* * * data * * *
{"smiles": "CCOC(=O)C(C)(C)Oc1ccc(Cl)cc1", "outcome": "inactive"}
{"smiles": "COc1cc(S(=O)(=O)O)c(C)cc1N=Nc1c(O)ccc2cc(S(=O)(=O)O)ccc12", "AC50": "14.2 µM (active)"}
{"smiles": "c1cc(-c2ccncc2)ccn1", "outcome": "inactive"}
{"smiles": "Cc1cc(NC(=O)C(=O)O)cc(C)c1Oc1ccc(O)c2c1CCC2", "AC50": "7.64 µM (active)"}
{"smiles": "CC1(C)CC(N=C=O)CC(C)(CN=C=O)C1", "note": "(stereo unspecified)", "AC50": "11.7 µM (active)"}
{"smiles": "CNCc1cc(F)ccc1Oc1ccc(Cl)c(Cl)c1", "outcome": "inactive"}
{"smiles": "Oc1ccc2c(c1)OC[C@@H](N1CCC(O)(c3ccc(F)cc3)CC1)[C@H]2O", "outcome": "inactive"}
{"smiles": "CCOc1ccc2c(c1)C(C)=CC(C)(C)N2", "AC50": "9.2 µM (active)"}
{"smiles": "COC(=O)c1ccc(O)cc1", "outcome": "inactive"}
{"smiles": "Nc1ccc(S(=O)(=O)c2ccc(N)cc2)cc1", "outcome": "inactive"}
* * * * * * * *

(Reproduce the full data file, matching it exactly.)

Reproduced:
{"smiles": "CCOC(=O)C(C)(C)Oc1ccc(Cl)cc1", "outcome": "inactive"}
{"smiles": "COc1cc(S(=O)(=O)O)c(C)cc1N=Nc1c(O)ccc2cc(S(=O)(=O)O)ccc12", "AC50": "14.2 µM (active)"}
{"smiles": "c1cc(-c2ccncc2)ccn1", "outcome": "inactive"}
{"smiles": "Cc1cc(NC(=O)C(=O)O)cc(C)c1Oc1ccc(O)c2c1CCC2", "AC50": "7.64 µM (active)"}
{"smiles": "CC1(C)CC(N=C=O)CC(C)(CN=C=O)C1", "note": "(stereo unspecified)", "AC50": "11.7 µM (active)"}
{"smiles": "CNCc1cc(F)ccc1Oc1ccc(Cl)c(Cl)c1", "outcome": "inactive"}
{"smiles": "Oc1ccc2c(c1)OC[C@@H](N1CCC(O)(c3ccc(F)cc3)CC1)[C@H]2O", "outcome": "inactive"}
{"smiles": "CCOc1ccc2c(c1)C(C)=CC(C)(C)N2", "AC50": "9.2 µM (active)"}
{"smiles": "COC(=O)c1ccc(O)cc1", "outcome": "inactive"}
{"smiles": "Nc1ccc(S(=O)(=O)c2ccc(N)cc2)cc1", "outcome": "inactive"}